Syrian-born Mohamed Khairullah describes himself as "an American mayor who happens to be Muslim." As the three-term mayor of Prospect Park, New Jersey, he believes his town of 6,000 is an example of how ethnicity and religious beliefs should not determine a community's leadership. Ramon Taylor has this report from Prospect Park.
    Video

    Video Internal Rifts Over Syria Policy Could Be Headache for Next US President

    With the Obama administration showing little outward enthusiasm for adopting a more robust Syria policy, there is a strong likelihood that the internal discontent expressed by State Department employees will roll over to the next administration. VOA State Department correspondent Pam Dockins reports.
    Video

    Video Senegal to Park Colorful ‘Cars Rapide’ Permanently

    Brightly painted cars rapide are a hallmark of Dakar, offering residents a cheap way to get around the capital city since 1976. But the privately owned minibuses are scheduled to be parked for good in late 2018, as Ricci Shryock reports for VOA.
    Video

    Video Florida Gets $1 Million in Emergency Government Funding for Orlando

    The U.S. government has granted $1 million in emergency funding to the state of Florida to cover the costs linked to the June 12 massacre in Orlando. U.S. Attorney General Loretta Lynch announced the grant Tuesday in Orlando, where she met with survivors of the shooting attack that killed 49 people. Zlatica Hoke reports.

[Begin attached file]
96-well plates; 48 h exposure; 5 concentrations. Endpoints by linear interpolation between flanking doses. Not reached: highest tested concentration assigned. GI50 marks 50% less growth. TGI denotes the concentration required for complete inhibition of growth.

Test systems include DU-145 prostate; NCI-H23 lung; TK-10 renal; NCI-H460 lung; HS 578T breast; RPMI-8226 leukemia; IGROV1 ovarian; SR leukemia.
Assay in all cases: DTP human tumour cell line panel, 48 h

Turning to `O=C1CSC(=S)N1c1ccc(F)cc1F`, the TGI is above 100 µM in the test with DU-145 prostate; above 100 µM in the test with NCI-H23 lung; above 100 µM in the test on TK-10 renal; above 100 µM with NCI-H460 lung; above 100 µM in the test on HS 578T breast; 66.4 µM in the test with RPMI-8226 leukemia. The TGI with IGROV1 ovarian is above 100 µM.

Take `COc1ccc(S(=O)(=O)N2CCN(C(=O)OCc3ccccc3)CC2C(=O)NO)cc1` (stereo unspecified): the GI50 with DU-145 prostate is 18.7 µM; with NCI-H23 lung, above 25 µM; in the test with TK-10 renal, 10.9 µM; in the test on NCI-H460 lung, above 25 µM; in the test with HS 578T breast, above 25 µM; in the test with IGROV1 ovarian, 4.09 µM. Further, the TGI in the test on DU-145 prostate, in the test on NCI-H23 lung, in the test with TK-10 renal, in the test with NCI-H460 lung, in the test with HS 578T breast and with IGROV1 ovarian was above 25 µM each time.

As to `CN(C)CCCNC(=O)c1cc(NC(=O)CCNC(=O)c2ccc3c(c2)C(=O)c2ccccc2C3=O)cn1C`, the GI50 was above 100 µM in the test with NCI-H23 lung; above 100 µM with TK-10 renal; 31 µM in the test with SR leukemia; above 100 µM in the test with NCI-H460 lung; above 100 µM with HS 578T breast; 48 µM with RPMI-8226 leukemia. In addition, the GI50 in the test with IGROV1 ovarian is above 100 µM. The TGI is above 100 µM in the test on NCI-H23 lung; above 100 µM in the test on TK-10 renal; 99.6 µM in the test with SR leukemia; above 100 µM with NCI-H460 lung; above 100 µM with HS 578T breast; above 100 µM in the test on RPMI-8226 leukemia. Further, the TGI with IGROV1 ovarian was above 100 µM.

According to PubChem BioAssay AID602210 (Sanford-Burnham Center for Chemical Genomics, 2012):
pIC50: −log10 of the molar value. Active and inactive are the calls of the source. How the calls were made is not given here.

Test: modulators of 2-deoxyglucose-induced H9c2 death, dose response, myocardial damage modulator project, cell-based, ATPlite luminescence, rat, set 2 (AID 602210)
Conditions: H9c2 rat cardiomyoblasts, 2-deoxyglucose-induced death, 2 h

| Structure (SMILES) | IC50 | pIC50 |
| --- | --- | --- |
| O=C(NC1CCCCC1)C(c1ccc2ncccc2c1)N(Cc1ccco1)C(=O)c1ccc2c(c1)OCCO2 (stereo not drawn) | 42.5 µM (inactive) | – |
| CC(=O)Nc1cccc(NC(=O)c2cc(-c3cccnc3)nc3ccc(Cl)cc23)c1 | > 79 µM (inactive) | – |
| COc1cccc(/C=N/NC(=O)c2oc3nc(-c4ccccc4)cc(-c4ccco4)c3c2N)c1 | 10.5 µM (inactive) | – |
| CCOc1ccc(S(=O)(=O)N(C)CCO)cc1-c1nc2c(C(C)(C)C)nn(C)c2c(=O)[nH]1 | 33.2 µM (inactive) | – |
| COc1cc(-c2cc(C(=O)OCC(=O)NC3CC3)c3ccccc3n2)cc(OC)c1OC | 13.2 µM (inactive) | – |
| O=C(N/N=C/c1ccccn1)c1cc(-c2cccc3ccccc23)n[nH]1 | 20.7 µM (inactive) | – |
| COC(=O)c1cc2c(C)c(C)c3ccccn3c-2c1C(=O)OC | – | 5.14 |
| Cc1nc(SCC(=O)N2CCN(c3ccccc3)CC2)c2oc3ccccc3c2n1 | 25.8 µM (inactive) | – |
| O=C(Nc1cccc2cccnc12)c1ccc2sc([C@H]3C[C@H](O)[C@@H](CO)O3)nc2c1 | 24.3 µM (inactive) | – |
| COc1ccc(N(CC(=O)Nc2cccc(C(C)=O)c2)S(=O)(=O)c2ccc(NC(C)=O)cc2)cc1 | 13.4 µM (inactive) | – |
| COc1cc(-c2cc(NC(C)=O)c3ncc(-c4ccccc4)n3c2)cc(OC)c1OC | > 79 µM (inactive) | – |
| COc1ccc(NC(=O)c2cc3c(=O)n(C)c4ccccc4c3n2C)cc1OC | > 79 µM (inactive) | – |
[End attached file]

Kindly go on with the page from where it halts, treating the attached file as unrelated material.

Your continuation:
Video

    Video How to Print Impossible Shapes with Metal

    3-D printing with metals is rapidly becoming more advanced. As printers become more affordable, the industry is partnering with universities to refine processes for manufacturing previously impossible things. A new 3-D printing lab aims to bring the new technology closer to everyday use. VOA's George Putic reports.
    Video

    Video Big Somali Community in Minnesota Observes Muslim Religious Feast

    Ramadan is widely observed in the north central US state of Minnesota, which a large Muslim community calls home. VOA Somali service reporter Mohmud Masadde files this report from Minneapolis, the state's biggest city.

    Special Report

    Adrift The Invisible African Diaspora